446C Dean St.
Brooklyn, NY 11217
nr. Flatbush Ave
I got to Kulushkät at 8pm on a Monday. Two women were finishing their dinner, and sipping tea by the large storefront, a guy was just getting ready to take a bite from his impressively plated Shawafel. Two delivery guys were waiting in the corner for an order of hot sandwiches.
The six of us, were filling up the small, 12 seat restaurant, almost to the max. The phone was ringing every 5 minutes. Yagil Kadosh, the owner of Kulushkät was at the counter, doing pretty much everything; helping two kitchen workers to pack sauces and salads, filling pita pockets, taking calls and ringing up sales. In between, he found a few minutes to talk to me about his falafel shop.
“We are one person short tonight” he said apologetically. And when I commented on his impressive multitasking skills, he chuckled saying that he is no stranger to working under stress. “A year and a half ago, when the restaurant first opened, my former partner and I did everything. I was at the kitchen sauteing vegetables, making the sandwiches and handling the customers and Andrew was at the back frying and washing the dishes. And we were also delivering the food ourselves.”
The restaurant is small, perhaps more reminiscent of a ‘good old’ Israeli falafel stand, but that is as far as this analogy goes. You can forget about eating your pita while the tahini sauce is dripping on your pants. Here, your falafel is made practically to order and your shawarma, plated in a “gourmet restaurant” fashion (with a playful swirl of tahini above the colorful salad). “We make hummus usually about three or four times a day,” says Yagil,“ so if you walk in and eat hummus, it’s usually about an hour old. And we make our falafel twice a day, a batch for the morning and a batch for the night.”
Kulushkät (a Moroccan Arabic saying, coined by Yagil grandma that literally means “shut up and eat”) has received great write-ups from the NY Time, Serious Eats, the Daily News and the Village Voice. The NY Times describe the falafel as “crisp yet moist, airy yet creamy”. Serious Eats praises the ‘Eggplant a la Yafa’. In the menu, alongside the more traditional dishes, you’ll find unique combinations like Gilly Falafel (made with mushrooms and spinach) and falafel made with ground chicken.
Where do the recipes come from?
“The food is definitely inspired by the Israeli and Moroccan dishes my mom cooked when I was growing up.” Yagil’s mom Yafa, is doing much more than just providing the recipes. She is working alongside Yagil in the Kulushkat kitchen almost daily, helping to get the restaurant ready and cooking.
How is it to cook with your mom?
“It’s great! I come from a family of hardworking people. My brother comes to help out on occasion as well, so it’s a real family affair. Before the restaurant, I didn’t see too much of my family so I’m thankful to be able to spend time together.”
The restaurant that Yagil now runs with the help of his mother, he opened with Andrew Rowley, both met in college where Yagil studied graphic design and Rowley, cinema.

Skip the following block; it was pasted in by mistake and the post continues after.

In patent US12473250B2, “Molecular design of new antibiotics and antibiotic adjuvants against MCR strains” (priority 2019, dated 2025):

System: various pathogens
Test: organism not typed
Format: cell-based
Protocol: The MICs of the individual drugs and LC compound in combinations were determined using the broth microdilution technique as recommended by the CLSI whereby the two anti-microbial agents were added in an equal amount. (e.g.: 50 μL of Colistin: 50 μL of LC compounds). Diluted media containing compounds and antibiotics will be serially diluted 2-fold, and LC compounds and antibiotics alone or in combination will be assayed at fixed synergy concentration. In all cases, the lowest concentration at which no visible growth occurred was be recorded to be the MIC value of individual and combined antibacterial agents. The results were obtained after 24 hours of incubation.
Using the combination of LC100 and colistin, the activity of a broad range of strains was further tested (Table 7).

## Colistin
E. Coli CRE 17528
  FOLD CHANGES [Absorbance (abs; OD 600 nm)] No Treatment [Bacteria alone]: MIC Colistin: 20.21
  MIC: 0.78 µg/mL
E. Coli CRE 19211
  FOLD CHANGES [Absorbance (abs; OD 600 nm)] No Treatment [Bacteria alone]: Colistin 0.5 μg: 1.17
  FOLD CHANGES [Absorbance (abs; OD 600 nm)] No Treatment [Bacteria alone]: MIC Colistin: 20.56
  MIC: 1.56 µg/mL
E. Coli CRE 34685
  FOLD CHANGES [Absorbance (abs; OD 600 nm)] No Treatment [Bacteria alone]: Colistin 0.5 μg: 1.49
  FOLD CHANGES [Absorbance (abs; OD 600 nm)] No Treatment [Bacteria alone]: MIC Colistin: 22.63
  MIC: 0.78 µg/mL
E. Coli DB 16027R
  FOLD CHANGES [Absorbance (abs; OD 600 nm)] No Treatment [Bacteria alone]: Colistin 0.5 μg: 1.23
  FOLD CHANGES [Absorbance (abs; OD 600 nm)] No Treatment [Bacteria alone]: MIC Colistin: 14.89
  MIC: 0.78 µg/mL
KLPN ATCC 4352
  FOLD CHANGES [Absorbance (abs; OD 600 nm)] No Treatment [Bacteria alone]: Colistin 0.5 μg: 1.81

“We didn’t have any background in restaurant business,” he recalls. “I’ve never even waited tables in my life.” Prior to opening Kulushkät, Yagil and Andrew spent some time in Israel working at Hummus Lablabi, a small restaurant in Netanya, learning the ropes of the restaurant business.
“I can images that the operation of a hummus place in Netanya is quite different from a Brooklyn restaurant” I note.
“Very different,” says Yagil, “but it was a good place for us to start. We learned the basics, like knowing when to soak the chickpeas in order to make the hummus on time or what to do in the morning before opening and how to wrap up.”
Apart from reviewing the food, some of the attention Kulushkät got from the critics was related to its location- one block from the recently opened steel latticework facade. of the Barclays Center. I was curious as to how it affects the business.
“It’s too early to tell” says Yagil. “Since the opening of the arena, we had some better nights and slower ones. Barbra Streisand’s concert, for example, brought a lot of business. Jay-Z’s concerts, less. It would be interesting to see if the basketball fans like falafel.” he smiles. “But The arena wasn’t the main factor in picking this location. We chose the spot because it’s a meeting point of three neighbourhoods; Park Slope, Ft. Green and Prospect Heights. We’re getting traffic from all three and are delivering everywhere. We always knew that unless we make great food and the clients love us, we won’t get to see it’s opening.”
A few more people enter the restaurant and I feel I should wrap up my talk and let Yagil concentrate on service.
“What are your plans for the future?”
“I love to see the restaurant grow and open a in few locations. Me, personally? I’d love to take a break from NY buzz and travel to south America.
Written by Rita Schifter
Other articles and interviews by Rita Schifter:
Thanks for the write-up, Rita. Just wanted to clarify that my grandma did not coin the term Kulushkat. It's Moroccan arabic :)
We love this place. Try it out.
Especially love there Israeli salad and classic falafel